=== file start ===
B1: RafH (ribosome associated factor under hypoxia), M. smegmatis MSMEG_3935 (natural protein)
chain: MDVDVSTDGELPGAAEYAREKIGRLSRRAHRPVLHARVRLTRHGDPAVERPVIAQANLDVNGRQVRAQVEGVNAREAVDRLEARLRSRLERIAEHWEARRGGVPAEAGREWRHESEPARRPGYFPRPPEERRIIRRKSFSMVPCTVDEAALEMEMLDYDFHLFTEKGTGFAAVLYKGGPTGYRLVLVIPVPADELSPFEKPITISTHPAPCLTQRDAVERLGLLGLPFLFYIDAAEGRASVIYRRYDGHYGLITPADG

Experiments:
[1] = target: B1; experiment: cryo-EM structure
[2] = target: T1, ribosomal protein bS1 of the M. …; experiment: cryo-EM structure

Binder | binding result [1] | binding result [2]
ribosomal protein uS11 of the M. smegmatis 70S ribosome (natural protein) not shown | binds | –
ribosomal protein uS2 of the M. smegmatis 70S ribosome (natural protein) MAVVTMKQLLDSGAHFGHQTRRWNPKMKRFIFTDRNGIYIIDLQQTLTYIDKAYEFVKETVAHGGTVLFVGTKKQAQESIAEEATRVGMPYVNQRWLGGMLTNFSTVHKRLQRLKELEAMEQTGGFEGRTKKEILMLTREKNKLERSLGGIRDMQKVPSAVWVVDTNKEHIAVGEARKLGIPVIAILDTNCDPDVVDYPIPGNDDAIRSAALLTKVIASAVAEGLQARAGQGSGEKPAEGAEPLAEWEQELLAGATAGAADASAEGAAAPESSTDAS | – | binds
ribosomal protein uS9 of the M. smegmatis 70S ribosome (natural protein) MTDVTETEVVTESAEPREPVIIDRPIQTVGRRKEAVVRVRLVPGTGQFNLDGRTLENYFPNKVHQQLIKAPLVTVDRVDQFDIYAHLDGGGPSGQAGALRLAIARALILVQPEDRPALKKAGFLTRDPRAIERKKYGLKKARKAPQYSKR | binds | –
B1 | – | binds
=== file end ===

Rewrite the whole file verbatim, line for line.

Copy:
B1: RafH (ribosome associated factor under hypoxia), M. smegmatis MSMEG_3935 (natural protein)
chain: MDVDVSTDGELPGAAEYAREKIGRLSRRAHRPVLHARVRLTRHGDPAVERPVIAQANLDVNGRQVRAQVEGVNAREAVDRLEARLRSRLERIAEHWEARRGGVPAEAGREWRHESEPARRPGYFPRPPEERRIIRRKSFSMVPCTVDEAALEMEMLDYDFHLFTEKGTGFAAVLYKGGPTGYRLVLVIPVPADELSPFEKPITISTHPAPCLTQRDAVERLGLLGLPFLFYIDAAEGRASVIYRRYDGHYGLITPADG

Experiments:
[1] = target: B1; experiment: cryo-EM structure
[2] = target: T1, ribosomal protein bS1 of the M. …; experiment: cryo-EM structure

Binder | binding result [1] | binding result [2]
ribosomal protein uS11 of the M. smegmatis 70S ribosome (natural protein) not shown | binds | –
ribosomal protein uS2 of the M. smegmatis 70S ribosome (natural protein) MAVVTMKQLLDSGAHFGHQTRRWNPKMKRFIFTDRNGIYIIDLQQTLTYIDKAYEFVKETVAHGGTVLFVGTKKQAQESIAEEATRVGMPYVNQRWLGGMLTNFSTVHKRLQRLKELEAMEQTGGFEGRTKKEILMLTREKNKLERSLGGIRDMQKVPSAVWVVDTNKEHIAVGEARKLGIPVIAILDTNCDPDVVDYPIPGNDDAIRSAALLTKVIASAVAEGLQARAGQGSGEKPAEGAEPLAEWEQELLAGATAGAADASAEGAAAPESSTDAS | – | binds
ribosomal protein uS9 of the M. smegmatis 70S ribosome (natural protein) MTDVTETEVVTESAEPREPVIIDRPIQTVGRRKEAVVRVRLVPGTGQFNLDGRTLENYFPNKVHQQLIKAPLVTVDRVDQFDIYAHLDGGGPSGQAGALRLAIARALILVQPEDRPALKKAGFLTRDPRAIERKKYGLKKARKAPQYSKR | binds | –
B1 | – | binds